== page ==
Interplay between Viscoelasticity and Force Rate Affects Sequential Unfolding in Polyproteins Pulled at Constant Velocity

Moran Elias-Mordechai, Einat Chetrit, Ronen Berkovich

Research output: Contribution to journalArticlepeer-review

3 Scopus citations

Abstract

Polyproteins are unique constructs, comprised of folded protein domains in tandem and polymeric linkers. These macromolecules perform under biological stresses by modulating their response through partial unfolding and extending. Although these unfolding events are considered independent, a history dependence of forced unfolding within polyproteins was reported. Here we measure the unfolding of single poly(I91) octamers, complemented with Brownian dynamics simulations, displaying increasing hierarchy in unfolding-foces, accompanied by a decrease in the effective stiffness. This counters the existing understanding that relates stiffness with variations in domain size and probe stiffness, which is expected to reduce the unfolding forces with every consecutive unfolding event. We utilize a simple mechanistic viscoelastic model to show that two effects are combined within a sequential forced unfolding process: the viscoelastic properties of the growing linker chain lead to a hierarchy of the unfolding events, and force-rate application governs the unfolding kinetics.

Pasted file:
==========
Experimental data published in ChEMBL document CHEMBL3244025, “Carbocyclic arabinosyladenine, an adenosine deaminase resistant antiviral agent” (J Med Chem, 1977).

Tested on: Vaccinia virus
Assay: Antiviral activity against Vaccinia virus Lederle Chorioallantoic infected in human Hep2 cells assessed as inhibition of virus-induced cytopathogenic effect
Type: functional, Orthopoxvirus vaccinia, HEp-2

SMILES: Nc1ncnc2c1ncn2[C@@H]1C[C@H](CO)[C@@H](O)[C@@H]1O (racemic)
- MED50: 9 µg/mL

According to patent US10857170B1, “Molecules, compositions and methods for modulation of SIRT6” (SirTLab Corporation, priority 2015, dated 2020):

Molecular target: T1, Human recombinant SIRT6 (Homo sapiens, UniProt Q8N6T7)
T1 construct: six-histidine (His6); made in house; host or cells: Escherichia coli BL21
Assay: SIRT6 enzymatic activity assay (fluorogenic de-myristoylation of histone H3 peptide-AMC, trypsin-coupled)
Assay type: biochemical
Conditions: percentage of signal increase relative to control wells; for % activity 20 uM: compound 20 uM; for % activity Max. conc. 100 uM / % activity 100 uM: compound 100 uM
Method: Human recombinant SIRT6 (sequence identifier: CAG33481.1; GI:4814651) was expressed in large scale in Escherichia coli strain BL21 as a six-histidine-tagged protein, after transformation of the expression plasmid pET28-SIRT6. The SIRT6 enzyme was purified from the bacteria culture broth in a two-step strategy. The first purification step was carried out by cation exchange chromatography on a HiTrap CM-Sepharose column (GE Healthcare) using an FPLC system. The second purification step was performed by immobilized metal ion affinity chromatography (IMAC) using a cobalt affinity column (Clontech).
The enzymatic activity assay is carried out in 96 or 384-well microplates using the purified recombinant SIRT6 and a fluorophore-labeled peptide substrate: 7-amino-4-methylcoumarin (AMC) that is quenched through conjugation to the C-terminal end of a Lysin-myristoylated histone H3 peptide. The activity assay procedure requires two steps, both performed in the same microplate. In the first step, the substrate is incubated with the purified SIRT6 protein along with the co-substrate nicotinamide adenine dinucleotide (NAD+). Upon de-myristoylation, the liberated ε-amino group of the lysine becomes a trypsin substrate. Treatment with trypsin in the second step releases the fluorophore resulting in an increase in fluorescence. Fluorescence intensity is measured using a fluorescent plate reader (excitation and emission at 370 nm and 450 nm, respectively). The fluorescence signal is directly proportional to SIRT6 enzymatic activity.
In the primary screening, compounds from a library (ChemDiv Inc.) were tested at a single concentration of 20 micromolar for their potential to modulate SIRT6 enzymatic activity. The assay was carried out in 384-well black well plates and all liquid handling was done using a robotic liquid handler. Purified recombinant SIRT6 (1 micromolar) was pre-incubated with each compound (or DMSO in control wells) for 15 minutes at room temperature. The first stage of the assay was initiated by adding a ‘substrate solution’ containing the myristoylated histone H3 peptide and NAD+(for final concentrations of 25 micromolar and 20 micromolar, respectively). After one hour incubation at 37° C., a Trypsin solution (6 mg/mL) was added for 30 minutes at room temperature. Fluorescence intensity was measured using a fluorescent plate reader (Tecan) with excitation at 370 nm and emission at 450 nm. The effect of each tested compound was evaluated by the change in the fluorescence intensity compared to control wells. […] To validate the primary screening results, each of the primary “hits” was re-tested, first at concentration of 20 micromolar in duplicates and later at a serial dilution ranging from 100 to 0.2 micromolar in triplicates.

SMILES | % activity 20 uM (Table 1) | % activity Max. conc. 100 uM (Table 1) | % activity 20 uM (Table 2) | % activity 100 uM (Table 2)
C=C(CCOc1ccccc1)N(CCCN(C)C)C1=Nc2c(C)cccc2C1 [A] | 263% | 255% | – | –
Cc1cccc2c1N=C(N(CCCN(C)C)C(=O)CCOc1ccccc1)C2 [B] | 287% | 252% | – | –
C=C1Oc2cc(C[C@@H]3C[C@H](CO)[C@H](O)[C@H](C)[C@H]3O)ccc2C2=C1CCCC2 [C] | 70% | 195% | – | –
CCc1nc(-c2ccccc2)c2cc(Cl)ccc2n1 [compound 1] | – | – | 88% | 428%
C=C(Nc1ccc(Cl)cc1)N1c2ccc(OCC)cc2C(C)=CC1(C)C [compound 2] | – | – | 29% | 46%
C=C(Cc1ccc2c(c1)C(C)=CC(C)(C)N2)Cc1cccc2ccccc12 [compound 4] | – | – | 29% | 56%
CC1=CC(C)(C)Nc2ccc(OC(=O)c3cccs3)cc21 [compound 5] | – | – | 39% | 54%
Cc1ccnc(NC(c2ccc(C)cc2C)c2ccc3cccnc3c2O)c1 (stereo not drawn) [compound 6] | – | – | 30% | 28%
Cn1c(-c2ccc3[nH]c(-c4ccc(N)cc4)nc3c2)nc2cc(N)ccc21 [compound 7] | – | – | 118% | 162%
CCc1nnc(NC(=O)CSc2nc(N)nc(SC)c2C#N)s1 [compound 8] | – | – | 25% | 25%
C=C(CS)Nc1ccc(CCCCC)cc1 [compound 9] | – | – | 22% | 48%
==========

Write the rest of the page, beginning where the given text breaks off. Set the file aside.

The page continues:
Original languageEnglish
JournalMacromolecules
DOIs
StatePublished - 1 Jan 2020

ASJC Scopus subject areas

  • Organic Chemistry
  • Polymers and Plastics
  • Inorganic Chemistry
  • Materials Chemistry

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